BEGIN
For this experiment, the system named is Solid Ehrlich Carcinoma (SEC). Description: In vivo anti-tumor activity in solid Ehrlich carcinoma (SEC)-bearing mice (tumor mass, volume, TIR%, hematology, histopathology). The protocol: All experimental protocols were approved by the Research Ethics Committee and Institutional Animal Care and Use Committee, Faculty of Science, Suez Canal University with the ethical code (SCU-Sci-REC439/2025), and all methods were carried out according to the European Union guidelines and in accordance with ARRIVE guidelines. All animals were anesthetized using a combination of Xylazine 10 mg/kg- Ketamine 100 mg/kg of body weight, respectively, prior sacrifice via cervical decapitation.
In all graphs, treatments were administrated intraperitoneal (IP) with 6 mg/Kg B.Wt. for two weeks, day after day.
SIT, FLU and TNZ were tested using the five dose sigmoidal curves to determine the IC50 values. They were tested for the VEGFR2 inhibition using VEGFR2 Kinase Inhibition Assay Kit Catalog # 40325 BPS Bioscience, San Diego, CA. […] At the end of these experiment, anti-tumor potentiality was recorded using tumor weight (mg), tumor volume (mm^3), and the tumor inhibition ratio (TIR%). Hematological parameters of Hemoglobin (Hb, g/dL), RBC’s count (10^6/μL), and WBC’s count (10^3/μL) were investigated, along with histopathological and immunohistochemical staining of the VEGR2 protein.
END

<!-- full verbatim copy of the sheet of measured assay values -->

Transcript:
For this experiment, the system named is Solid Ehrlich Carcinoma (SEC). Description: In vivo anti-tumor activity in solid Ehrlich carcinoma (SEC)-bearing mice (tumor mass, volume, TIR%, hematology, histopathology). The protocol: All experimental protocols were approved by the Research Ethics Committee and Institutional Animal Care and Use Committee, Faculty of Science, Suez Canal University with the ethical code (SCU-Sci-REC439/2025), and all methods were carried out according to the European Union guidelines and in accordance with ARRIVE guidelines. All animals were anesthetized using a combination of Xylazine 10 mg/kg- Ketamine 100 mg/kg of body weight, respectively, prior sacrifice via cervical decapitation.
In all graphs, treatments were administrated intraperitoneal (IP) with 6 mg/Kg B.Wt. for two weeks, day after day.
SIT, FLU and TNZ were tested using the five dose sigmoidal curves to determine the IC50 values. They were tested for the VEGFR2 inhibition using VEGFR2 Kinase Inhibition Assay Kit Catalog # 40325 BPS Bioscience, San Diego, CA. […] At the end of these experiment, anti-tumor potentiality was recorded using tumor weight (mg), tumor volume (mm^3), and the tumor inhibition ratio (TIR%). Hematological parameters of Hemoglobin (Hb, g/dL), RBC’s count (10^6/μL), and WBC’s count (10^3/μL) were investigated, along with histopathological and immunohistochemical staining of the VEGR2 protein.